This past summer the Cleveland Indians captured the attention of baseball fans winning 22 consecutive games. This wasn’t the longest streak in Major League Baseball history, but a grand feat in the modern era. Other great sports streaks include The University of Connecticut women’s basketball team’s 111 consecutive wins. Going back a few years, the University of Oklahoma football team won 47 in a row. For us Vandy fans, there is the streak of 1,013 games in which someone on the men’s basketball team has made a three-point basket. We recognize this streak doesn’t involve victories, but we have learned to take what we can get.
In 2017, the S&P 500 was positive on a total return basis every single month, going 12 for 12. It was the first time ever for this calendar year feat! Up 22% in 2017, the Index’s winning streak stands at 14 months, nine consecutive quarters, and now nine years. The markets’ march higher has been rather astounding, especially considering all that has transpired globally over this period.
U.S. economic growth accelerated to 3% by mid-year helping to fuel market gains, after slowing to 2% or less for much of 2015 and 2016. Stuck in no-growth mode for longer than the U.S. post the “Great Recession,” 2017 was the year other major global economies joined the recovery. In a rare showing of global sychronization, all 35 member nations of the Organization of Economic Co-Operation and Development (OECD) are expected to post economic growth in 2017. International investors took note with the MSCI All-World ex-US index up 28%. A weaker U.S. dollar also helped U.S.-based exporters and investors who used appreciated U.S. dollars in recent years to gain exposure to emerging markets ahead of this strong rebound abroad. The MSCI Emerging Markets index gained 38% in 2017, aided by a healthy dosing of technology stocks.
Widespread economic growth provided additional tailwinds for corporate earnings growth and optimism. Then, just prior to the Christmas holiday, U.S. investors received the gift of corporate tax reform. The topic had occupied major investor mind share in 2017. So much so that when coupled with improving economic growth and corporate earnings, any fears of unwinding the Federal Reserve’s Quantitative Easing program, trade wars, or military unrest took a back seat.
Put simply, 2017 was a remarkable year for global investors. On the following pages, we’ll discuss many of the factors that could support or derail the markets’ winning ways, implications of accelerating economic growth for fixed-income investors, and how these factors have influenced our investment decisions. For a brief moment as we transition into a new year, however, we’ll step back to appreciate the unprecedented 12 for 12 climb and remain grateful our job is not to play Wall Street oddsmakers betting on a big up turn or downturn in any given year.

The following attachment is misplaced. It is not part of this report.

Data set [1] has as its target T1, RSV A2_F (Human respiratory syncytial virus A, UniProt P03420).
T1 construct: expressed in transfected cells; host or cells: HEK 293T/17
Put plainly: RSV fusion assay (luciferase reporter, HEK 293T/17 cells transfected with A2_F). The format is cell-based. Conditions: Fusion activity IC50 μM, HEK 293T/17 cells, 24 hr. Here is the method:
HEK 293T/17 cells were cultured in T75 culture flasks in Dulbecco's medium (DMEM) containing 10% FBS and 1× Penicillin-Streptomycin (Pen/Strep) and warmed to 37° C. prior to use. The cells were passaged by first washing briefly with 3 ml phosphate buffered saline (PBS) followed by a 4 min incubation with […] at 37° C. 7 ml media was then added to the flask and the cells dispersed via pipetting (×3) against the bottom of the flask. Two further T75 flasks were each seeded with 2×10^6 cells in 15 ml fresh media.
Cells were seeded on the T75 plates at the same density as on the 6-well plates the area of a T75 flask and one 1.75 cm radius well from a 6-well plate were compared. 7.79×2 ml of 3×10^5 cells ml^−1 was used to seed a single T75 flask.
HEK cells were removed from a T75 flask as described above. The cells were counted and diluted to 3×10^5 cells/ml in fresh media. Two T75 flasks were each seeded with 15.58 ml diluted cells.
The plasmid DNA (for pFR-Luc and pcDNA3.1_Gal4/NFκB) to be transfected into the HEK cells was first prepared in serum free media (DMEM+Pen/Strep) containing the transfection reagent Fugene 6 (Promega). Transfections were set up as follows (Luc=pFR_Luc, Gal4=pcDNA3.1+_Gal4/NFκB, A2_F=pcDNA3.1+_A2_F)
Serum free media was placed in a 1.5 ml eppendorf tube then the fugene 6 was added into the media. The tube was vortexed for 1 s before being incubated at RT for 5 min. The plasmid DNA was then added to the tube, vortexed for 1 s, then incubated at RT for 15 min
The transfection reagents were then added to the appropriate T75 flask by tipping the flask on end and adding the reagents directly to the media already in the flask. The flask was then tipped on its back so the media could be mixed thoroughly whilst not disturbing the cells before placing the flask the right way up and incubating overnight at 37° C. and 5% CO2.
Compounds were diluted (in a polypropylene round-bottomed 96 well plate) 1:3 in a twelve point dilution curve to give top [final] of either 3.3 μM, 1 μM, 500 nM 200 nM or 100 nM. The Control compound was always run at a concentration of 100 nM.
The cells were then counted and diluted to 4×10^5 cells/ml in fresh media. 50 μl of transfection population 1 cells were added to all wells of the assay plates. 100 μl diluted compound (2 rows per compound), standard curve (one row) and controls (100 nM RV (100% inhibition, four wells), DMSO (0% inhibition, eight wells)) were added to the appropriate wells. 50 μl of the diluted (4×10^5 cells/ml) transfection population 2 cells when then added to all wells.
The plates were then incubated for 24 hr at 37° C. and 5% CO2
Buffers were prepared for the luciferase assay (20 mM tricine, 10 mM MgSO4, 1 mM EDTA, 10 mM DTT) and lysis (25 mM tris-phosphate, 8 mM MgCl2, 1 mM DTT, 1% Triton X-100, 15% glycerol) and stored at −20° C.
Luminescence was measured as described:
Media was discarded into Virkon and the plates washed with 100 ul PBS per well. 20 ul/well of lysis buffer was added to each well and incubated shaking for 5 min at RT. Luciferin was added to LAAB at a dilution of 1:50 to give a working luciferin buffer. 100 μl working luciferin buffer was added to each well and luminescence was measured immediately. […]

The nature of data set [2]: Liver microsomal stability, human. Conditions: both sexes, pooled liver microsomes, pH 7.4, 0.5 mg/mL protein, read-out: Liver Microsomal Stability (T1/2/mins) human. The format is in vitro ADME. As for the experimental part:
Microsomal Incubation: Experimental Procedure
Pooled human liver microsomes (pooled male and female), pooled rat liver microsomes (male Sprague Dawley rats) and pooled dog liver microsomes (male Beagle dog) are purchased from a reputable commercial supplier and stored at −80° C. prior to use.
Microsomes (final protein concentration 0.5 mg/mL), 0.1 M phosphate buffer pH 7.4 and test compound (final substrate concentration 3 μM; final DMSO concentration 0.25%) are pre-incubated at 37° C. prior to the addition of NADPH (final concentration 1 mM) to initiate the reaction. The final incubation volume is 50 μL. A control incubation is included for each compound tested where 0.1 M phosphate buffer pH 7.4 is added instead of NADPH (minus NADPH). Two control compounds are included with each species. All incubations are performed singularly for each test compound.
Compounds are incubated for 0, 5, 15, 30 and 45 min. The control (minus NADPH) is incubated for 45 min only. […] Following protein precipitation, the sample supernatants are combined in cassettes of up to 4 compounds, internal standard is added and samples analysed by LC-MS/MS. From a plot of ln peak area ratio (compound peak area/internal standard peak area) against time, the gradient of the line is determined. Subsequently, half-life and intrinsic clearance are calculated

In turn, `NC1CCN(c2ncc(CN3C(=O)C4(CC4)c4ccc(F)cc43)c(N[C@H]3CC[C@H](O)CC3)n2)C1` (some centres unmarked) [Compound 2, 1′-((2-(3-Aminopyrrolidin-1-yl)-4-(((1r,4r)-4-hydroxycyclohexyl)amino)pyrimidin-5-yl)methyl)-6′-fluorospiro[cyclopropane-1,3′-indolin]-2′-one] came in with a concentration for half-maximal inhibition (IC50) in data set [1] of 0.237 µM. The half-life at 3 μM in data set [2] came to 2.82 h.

Today’s Stock Valuations We Can Comprehend. Understanding the Lack of Market Volatility is a Little Perplexing.
The S&P 500 trades at 17X 2018 estimates, including the anticipated earnings boost from corporate tax reform. International stocks are a couple of multiple points cheaper, which is historically the case. While equity valuations are at the upper end of historical ranges, the potential for upside continues to be supported by global economic growth acceleration, public companies benefitting from widespread consolidation and cheap credit, and few attractive investment alternatives. As one market strategist observed, until interest rates move meaningfully higher it seems we are in a “TINA” market (i.e., There Is No Alternative). We understand these dynamics and have consistently advocated for maintaining meaningful public equity exposure in Market Commentaries for several years now. It is also why we remain sensitive to the outlook for interest rates and the impact rising rates could have on both bonds and stocks.